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Four Useful Tips for New Cooks

Cooking is an essential part of our daily lives, and one which is seeing a resurgence in popularity – thanks, in part, to the coronavirus pandemic reuniting people with their kitchens. According to a recent poll, around 51% of UK consumers are experimenting with new cooking ingredients and techniques, rising to three in five for 16–34-year-olds. Cooking is an act of creativity, even an art – and a worthwhile hobby to pick up. But what should you do as a new chef, starting out from scratch?

Invest in Your Equipment

If you’re looking to get serious about cooking, there is no point muddling through with sub-par equipment. The most obvious examples for the importance of tool quality are your kitchen knives; every time, one high-quality chef’s knife from a culinary equipment seller or specialist will win over a ‘well-priced’ kitchen knife set from any retail environment. Investing in a good, well-balanced knife that can hold its edge makes prep much easier and safer, allowing you to sharpen your knife skills with ease.

The same can be said for cookware, from Dutch ovens to frying pans. If you’re trying to perfect your steak sear on an old supermarket non-stick pan, you may find yourself trying for much longer than necessary. In short, the better your equipment the better you can focus on developing your skills, instead of fighting against inadequate tools.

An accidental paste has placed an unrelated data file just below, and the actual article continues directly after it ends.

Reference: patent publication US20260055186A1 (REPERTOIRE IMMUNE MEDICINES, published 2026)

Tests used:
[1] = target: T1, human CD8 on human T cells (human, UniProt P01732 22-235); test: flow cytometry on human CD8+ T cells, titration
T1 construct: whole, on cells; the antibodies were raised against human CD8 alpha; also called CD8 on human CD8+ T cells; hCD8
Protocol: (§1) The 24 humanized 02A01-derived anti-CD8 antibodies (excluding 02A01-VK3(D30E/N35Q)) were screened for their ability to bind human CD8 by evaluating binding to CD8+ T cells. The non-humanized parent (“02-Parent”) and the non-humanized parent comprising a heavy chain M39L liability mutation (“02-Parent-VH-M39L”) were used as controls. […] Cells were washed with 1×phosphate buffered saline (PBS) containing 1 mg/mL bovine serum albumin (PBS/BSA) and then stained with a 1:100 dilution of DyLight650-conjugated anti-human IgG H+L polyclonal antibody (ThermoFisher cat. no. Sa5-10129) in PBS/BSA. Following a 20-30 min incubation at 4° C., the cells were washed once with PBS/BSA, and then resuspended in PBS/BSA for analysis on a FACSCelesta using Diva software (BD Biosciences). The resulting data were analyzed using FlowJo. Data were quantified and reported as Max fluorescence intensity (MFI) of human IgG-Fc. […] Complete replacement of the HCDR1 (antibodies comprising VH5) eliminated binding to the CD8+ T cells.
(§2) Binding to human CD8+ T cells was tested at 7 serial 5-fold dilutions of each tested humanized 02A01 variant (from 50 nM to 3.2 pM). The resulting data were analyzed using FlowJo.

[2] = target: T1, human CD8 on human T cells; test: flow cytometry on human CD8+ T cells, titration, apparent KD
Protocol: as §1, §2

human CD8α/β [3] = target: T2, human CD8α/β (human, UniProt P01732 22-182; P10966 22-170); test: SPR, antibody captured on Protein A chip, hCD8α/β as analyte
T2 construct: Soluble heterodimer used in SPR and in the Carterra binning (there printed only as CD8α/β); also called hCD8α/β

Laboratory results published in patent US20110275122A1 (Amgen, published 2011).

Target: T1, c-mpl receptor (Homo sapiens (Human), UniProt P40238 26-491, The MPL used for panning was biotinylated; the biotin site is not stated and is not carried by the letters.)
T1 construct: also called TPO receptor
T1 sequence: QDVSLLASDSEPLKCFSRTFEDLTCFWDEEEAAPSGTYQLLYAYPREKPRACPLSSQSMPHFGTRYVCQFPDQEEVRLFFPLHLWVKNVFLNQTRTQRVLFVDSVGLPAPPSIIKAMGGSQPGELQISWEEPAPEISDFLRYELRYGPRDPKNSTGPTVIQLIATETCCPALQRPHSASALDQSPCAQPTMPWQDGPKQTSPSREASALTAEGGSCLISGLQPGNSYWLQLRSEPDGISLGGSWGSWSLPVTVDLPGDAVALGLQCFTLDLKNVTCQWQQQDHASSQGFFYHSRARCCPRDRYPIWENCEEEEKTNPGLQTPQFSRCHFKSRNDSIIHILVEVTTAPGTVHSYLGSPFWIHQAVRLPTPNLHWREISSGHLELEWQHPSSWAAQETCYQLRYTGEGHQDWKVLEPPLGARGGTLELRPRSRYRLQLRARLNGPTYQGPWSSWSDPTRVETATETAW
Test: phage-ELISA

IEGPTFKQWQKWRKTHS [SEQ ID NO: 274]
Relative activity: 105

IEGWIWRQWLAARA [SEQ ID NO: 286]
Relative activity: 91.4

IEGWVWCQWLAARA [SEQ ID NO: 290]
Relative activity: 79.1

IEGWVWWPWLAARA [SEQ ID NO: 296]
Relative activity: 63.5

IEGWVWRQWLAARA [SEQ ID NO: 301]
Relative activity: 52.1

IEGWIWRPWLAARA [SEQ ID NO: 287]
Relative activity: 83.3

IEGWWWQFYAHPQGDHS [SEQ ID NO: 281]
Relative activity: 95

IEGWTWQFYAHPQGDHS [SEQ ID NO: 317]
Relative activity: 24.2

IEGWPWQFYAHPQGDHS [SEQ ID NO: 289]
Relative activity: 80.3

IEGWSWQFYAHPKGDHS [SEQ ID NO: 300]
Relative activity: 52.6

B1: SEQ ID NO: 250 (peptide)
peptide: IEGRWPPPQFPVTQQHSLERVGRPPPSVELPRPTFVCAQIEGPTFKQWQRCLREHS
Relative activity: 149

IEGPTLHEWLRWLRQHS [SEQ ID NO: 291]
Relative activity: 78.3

Try, Try, Try

Learning to cook is not a singular event; it is an ongoing process, a skill you cultivate by exposing yourself to new flavours, foods and techniques. Even as you actively try to improve your cooking, it can be easy to fall back on familiar flavours and old habits. It can also be easy to avoid attempting difficult-seeming recipes or techniques, out of fear of not being good enough or ‘ready’.

This, of course, is nonsense. You should continually push yourself to try new things, to take yourself out of your culinary comfort zone and give yourself more experience with new ideas. No one’s first beef wellington is perfect, so why should yours be?

Follow the Recipe Books – Until You Don’t

If you really do feel at sea when starting to cook your own dishes, a good recipe book can become your best friend. Following recipes to the letter, from start to finish, can help you internalise the flow of cooking while guaranteeing you a delicious meal at the other end of your efforts. The more you get to grips with cooking techniques, flavour profiles and seasoning, the more you can deviate from recipes – until you don’t need a book anymore.

Use Fresh Ingredients

If you’re feeling more at ease with cooking techniques, and you’re looking to elevate your dishes that extra little bit, the next things you should address are your ingredients. While it isn’t strictly true that a dish is only as good as its ingredients, it is the case that better ingredients can have a profound effect on flavour. For example, the difference between supermarket cherry tomatoes and in-season, market-sourced cherry tomatoes is like night and day. Source better ingredients; make more vibrant food!